Currently, state Medicaid programs have flexibility in developing payment policies, including utilizing supplemental payments and non-federal supplemental payment mechanisms. Supplemental payments pay providers above what they receive for an individual service through Medicaid provider rates. Supplemental payments include disproportionate share hospital (DSH) and upper payment limit (UPL) payments. States can fund the non-federal share of these payments through intergovernmental transfers, provider taxes, and certified public expenditures.
However, there is limited transparency and data available on supplemental payments. This leaves these payment options open to state gaming to increase the amount of federal funds states receive from Medicaid programs. In other words, states can increase their federal Medicaid match, while decreasing the state’s share of the Medicaid match. The total percentage of federal funding for each state’s Medicaid program is referred to as the effective Federal Medical Assistance Percentage (FMAP). However, due to data limitations on supplemental payments states can essentially hide their effective FMAP, leaving us in the dark as to what that percentage actually is.
The American Health Care Act is the House Republican bill to repeal and replace the Affordable Care Act. Its details became available on March 6th. This bill eliminates all Medicaid supplemental payments, with the exception of DSH payments. States’ reaction to the bill will tell us more about Medicaid supplemental payments than we’ve ever known, and whether the financing system in the proposed bill will provide equivalent federal funding.
Medicaid supplemental payments allow states to develop creative financing schemes to claim excess federal match funds. Supplemental payments, including DSH and UPL payments, as well as non-federal supplemental payment mechanisms, such as intergovernmental transfers, provider taxes, and certified public expenditures, are all used in this game. Although some state specific studies have shown that supplemental payments account for more than half of payments to providers, there is limited transparency and incomplete data available on these payments. This therefore limits our general understanding of spending in the Medicaid program.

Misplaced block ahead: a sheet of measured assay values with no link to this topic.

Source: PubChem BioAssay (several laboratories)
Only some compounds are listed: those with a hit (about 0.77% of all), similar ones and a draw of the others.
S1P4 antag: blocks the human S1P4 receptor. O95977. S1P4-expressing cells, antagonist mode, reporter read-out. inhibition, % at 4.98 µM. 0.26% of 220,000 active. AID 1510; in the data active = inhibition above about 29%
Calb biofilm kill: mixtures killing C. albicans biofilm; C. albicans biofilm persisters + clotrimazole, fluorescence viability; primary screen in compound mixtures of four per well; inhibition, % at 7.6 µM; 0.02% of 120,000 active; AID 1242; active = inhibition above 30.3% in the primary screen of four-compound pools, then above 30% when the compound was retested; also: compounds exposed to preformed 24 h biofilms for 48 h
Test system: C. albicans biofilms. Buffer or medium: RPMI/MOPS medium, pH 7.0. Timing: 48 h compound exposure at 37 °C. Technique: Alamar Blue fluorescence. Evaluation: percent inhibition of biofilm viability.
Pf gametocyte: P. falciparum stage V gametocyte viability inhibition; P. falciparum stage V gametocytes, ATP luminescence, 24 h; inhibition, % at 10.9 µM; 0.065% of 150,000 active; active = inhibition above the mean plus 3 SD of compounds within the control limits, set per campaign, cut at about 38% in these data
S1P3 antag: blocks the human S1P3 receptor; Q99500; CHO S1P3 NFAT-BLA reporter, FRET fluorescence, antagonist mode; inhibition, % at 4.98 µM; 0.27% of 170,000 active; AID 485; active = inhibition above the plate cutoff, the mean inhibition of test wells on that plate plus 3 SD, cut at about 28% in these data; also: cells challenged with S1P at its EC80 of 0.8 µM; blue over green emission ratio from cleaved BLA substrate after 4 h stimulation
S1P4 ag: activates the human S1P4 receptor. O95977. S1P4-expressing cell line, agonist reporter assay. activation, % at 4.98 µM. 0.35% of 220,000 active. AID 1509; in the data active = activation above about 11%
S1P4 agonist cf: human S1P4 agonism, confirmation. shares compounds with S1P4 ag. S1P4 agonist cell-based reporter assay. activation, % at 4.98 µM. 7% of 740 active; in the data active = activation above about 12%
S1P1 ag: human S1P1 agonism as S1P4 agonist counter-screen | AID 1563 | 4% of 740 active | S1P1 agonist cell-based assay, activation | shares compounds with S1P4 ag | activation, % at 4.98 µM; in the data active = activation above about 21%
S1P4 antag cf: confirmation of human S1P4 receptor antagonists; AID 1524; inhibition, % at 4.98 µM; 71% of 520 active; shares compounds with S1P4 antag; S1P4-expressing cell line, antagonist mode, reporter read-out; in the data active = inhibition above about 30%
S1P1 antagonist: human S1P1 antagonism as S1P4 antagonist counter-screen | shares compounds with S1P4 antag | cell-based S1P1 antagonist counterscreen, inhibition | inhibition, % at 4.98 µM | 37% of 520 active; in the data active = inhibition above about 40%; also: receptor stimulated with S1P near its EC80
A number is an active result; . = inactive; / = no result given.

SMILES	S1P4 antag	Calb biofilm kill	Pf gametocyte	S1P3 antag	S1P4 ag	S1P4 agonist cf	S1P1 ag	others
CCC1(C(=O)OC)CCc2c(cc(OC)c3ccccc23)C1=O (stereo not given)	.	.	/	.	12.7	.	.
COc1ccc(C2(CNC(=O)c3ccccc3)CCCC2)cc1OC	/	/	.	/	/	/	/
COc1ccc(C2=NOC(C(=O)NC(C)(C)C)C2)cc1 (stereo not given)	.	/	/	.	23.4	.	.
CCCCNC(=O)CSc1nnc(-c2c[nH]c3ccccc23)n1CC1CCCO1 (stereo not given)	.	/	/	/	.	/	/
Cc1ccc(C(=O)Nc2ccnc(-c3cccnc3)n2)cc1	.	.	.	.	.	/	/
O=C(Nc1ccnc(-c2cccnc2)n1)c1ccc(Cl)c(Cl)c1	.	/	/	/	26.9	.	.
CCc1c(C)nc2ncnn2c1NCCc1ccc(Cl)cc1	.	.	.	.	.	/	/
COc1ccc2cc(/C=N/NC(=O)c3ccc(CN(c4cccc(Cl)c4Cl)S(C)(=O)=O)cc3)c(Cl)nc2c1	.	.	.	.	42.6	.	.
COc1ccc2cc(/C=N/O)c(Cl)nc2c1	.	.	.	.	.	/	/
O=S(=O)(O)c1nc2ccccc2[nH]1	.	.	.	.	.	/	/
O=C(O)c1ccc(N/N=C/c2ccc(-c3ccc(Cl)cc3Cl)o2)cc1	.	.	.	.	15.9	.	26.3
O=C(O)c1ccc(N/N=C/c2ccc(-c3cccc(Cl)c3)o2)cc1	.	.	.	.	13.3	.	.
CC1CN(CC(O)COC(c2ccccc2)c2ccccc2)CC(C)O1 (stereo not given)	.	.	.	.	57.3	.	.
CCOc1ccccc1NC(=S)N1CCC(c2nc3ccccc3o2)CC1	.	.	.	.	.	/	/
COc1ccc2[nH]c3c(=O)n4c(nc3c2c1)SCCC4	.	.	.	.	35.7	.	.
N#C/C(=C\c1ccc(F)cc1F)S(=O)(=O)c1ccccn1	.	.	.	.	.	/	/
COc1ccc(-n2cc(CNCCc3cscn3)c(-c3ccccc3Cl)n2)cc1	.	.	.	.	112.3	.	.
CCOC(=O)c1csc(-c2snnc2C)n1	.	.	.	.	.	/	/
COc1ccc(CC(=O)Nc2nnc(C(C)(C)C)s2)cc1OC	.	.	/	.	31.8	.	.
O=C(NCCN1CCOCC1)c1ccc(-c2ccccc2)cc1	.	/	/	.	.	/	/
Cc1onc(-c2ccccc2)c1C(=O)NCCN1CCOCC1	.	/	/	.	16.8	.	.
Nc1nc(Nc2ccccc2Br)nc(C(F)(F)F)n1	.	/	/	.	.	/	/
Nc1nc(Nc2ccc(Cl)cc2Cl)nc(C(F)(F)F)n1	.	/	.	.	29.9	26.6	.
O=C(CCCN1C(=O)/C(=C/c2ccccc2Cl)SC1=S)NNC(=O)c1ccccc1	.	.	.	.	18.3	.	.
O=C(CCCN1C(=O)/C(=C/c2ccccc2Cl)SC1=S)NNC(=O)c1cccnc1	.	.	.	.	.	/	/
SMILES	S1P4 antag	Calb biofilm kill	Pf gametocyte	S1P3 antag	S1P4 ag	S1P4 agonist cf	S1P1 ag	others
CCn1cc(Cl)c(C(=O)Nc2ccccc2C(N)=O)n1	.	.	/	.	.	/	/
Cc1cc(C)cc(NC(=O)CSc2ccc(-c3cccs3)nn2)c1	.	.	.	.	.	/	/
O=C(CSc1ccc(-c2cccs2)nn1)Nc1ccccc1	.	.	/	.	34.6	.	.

With this much money at stake, states’ reaction to the bill will be most telling if they think the per capita cap financing will decrease their overall federal Medicaid funding. The American Health Care Act eliminates all but one of these supplemental payments. In the bill, year-to-year increases in per capita caps will be derived from the medical care component of the consumer price index for urban consumers (MCPI-U). We do not yet know if the MCPI-U is enough for states to move forward and embrace the per capita cap without the promise of supplemental payments. However, with the amount of flexibility in supplemental payments, it is likely that the MCPI-U will fall short.
Is a baseline in payments tied to MCPI-U enough to make states happy? Not if they were doing far better than any analyst ever imagined through supplemental payments. We will soon learn the answer.